The opposition leader has been placed on a ventilator in intensive care after being taken ill during a flight to Moscow.
Doctors treating a leading Russian opposition activist, who is in a coma after a suspected poisoning, are “fighting to save his life”, one of them has said.
Alexei Navalny, 44, a long-time critic of Russian President Vladimir Putin, is unconscious in intensive care in a hospital in the city of Omsk, according to his spokeswoman Kira Yarmysh.
“He is in a coma in grave condition,” she said on Twitter, adding that he was placed on a ventilator.
A local health ministry official said Mr Navalny’s life was in danger, but that he was in a stable condition.
The pro-democracy campaigner was taken ill during a flight to Moscow from the city of Tomsk, his condition forcing the plane to make an emergency landing in Omsk, so he could receive medical attention.
A fellow passenger described hearing him “screaming in pain”.
Ms Yarmysh tweeted: “Alexei has a toxic poisoning.”
She added: “We assume that Alexei was poisoned with something mixed into the tea. It was the only thing that he drank in the morning.
“Doctors are saying the toxin was absorbed quicker with hot liquid,” she said, adding that Mr Navalny’s team called police to the hospital.
But Anatoliy Kalinichenko, deputy chief doctor at the Omsk hospital, would not confirm Ms Yarmysh’s assertion, saying poisoning was one of a number of causes medics were considering.
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Mr Kalinichenko said the activist was in a grave, but stable condition, but refused to give details because of confidentiality laws.
Mr Navalny is in a serious condition, the TASS news agency said, quoting the head doctor of the hospital.
A passenger on the flight, Pavel Lebedev, said: “At the start of the flight he went to the toilet and didn’t return.
“He was really sick and is still screaming in pain. They didn’t say what exactly happened to him. We landed in Omsk. Ambulance arrived.”
A staunch critic of the Kremlin, Mr Navalny was jailed for 30 days last year for violating strict protest laws and calling for unauthorised demonstration in Moscow which led to the arrests of more than 1,000 people.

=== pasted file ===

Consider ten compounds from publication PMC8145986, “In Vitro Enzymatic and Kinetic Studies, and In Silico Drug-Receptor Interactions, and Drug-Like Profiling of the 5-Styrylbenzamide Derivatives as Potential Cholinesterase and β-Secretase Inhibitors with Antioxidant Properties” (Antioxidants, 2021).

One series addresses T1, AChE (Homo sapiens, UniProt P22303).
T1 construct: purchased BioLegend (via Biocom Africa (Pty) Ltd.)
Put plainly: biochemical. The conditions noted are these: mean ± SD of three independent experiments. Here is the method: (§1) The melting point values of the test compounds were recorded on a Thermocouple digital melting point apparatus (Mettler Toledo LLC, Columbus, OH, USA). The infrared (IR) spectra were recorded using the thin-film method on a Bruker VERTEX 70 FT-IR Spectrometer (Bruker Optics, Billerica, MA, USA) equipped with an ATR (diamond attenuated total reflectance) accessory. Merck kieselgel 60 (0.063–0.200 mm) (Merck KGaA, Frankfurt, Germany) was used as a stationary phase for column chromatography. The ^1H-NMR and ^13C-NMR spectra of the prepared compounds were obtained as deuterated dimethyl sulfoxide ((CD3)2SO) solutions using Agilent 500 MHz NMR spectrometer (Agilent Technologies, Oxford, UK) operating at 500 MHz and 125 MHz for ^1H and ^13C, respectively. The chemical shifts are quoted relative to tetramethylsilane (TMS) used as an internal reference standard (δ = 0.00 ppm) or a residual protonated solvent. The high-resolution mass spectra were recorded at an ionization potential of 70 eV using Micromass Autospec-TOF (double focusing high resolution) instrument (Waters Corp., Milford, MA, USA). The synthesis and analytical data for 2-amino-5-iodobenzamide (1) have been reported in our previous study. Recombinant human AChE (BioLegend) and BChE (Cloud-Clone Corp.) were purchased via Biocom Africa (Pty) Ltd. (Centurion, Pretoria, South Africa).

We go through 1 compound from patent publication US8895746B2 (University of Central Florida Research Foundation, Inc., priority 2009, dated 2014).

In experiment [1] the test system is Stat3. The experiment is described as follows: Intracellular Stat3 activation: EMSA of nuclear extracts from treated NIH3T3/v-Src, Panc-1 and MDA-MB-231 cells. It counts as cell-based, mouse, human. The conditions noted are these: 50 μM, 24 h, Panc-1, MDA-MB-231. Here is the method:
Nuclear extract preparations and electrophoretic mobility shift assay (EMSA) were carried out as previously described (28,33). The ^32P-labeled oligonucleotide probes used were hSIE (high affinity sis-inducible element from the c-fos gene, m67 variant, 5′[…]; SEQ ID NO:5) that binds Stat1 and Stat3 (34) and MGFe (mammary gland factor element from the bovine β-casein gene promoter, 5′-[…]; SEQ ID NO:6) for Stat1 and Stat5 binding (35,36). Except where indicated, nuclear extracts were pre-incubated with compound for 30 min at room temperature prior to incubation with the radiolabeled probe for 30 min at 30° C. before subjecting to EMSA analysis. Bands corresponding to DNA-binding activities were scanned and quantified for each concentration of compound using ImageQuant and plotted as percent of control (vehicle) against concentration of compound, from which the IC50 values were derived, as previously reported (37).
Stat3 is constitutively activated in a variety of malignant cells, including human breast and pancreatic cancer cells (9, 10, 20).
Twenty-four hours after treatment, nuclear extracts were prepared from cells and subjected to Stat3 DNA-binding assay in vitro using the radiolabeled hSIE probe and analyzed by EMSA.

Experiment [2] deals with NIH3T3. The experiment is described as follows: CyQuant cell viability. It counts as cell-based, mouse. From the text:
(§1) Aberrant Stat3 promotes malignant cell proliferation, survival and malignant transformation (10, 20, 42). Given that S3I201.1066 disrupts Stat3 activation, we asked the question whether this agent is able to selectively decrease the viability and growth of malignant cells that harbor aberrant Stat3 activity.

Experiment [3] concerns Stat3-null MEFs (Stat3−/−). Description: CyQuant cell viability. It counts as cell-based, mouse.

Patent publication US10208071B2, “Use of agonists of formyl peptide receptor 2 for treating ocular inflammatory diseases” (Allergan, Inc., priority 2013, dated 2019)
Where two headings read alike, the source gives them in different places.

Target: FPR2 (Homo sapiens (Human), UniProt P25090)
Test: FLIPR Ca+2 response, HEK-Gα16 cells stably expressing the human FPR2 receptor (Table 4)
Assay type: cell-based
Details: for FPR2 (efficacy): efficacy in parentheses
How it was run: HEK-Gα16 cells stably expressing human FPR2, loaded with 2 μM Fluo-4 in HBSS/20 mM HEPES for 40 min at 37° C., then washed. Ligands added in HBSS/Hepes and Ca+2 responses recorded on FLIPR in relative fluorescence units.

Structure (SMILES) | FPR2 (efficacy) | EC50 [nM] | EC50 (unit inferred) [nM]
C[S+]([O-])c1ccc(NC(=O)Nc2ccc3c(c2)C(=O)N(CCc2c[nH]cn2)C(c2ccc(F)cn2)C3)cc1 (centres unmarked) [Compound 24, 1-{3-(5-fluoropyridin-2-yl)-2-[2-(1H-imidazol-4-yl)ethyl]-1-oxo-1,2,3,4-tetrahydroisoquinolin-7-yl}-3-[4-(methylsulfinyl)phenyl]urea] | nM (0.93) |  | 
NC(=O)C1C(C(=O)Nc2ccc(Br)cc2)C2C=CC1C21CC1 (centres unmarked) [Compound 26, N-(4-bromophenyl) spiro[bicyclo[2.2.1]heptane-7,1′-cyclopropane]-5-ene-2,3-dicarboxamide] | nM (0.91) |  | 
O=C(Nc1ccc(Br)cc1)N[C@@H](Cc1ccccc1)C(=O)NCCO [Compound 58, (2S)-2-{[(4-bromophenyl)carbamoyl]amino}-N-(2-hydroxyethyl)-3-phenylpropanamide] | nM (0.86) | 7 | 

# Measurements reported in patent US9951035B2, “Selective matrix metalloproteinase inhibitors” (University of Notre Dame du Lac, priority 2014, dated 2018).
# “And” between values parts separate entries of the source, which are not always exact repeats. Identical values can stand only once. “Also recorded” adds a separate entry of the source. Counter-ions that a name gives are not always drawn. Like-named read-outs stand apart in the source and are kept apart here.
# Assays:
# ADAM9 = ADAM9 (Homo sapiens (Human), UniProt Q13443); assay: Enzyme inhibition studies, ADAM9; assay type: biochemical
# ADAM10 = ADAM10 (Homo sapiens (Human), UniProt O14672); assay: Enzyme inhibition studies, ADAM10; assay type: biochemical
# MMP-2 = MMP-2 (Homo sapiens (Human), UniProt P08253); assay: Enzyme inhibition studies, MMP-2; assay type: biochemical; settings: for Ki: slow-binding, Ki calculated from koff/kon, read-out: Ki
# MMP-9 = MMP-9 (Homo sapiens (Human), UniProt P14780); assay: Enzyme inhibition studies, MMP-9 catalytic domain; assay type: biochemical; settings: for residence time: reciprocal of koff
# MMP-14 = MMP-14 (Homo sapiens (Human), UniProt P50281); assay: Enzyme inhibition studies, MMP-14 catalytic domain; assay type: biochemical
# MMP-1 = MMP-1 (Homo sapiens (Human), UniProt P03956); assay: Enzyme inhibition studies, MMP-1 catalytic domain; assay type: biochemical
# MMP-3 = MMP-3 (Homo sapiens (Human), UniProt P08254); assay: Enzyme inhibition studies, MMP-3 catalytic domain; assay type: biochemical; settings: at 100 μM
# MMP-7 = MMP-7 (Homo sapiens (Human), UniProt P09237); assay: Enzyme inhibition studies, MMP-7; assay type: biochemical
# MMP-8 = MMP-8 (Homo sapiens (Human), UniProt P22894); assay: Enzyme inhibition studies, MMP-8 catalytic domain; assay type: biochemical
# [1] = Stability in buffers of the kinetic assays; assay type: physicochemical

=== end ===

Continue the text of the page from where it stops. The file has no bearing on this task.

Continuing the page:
Whilst being held, he contracted an illness diagnosed as “contact dermatitis”, but which he said could have been a poisoning.
He attempted to stand in the 2018 presidential race but was barred because of previous fraud convictions in a case he again said was politically motivated.
He has described the country’s main party, United Russia, which is led by President Vladimir Putin, as a “party of crooks and thieves”.
In June, the anti-corruption campaigner described a vote on constitutional reforms, which allow Mr Putin to serve another two terms in office, as a “coup” and a “violation of the constitution”.
Navalny’s Foundation for Fighting Corruption has been exposing graft among government officials, including some at the highest level.
Last week he was accused of stirring mass protests in Belarus by the country’s authoritarian leader, President Alexander Lukashenko.
In March 2018, Sergei Skripal, a former Russian spy, and his daughter, Yulia, were left critically ill after being targeted in Salisbury by Russian agents using novichok, a nerve agent, but recovered.
Mother-of-three Dawn Sturgess died from novichok poisoning after her partner Charlie Rowley found a contaminated bottle discarded by the perpetrators, believing it to be a perfume bottle.
Twelve years earlier, Russian defector Alexander Litvinenko died in London after being poisoned with radioactive polonium-210, believed to have been administered by agents working for the Kremlin.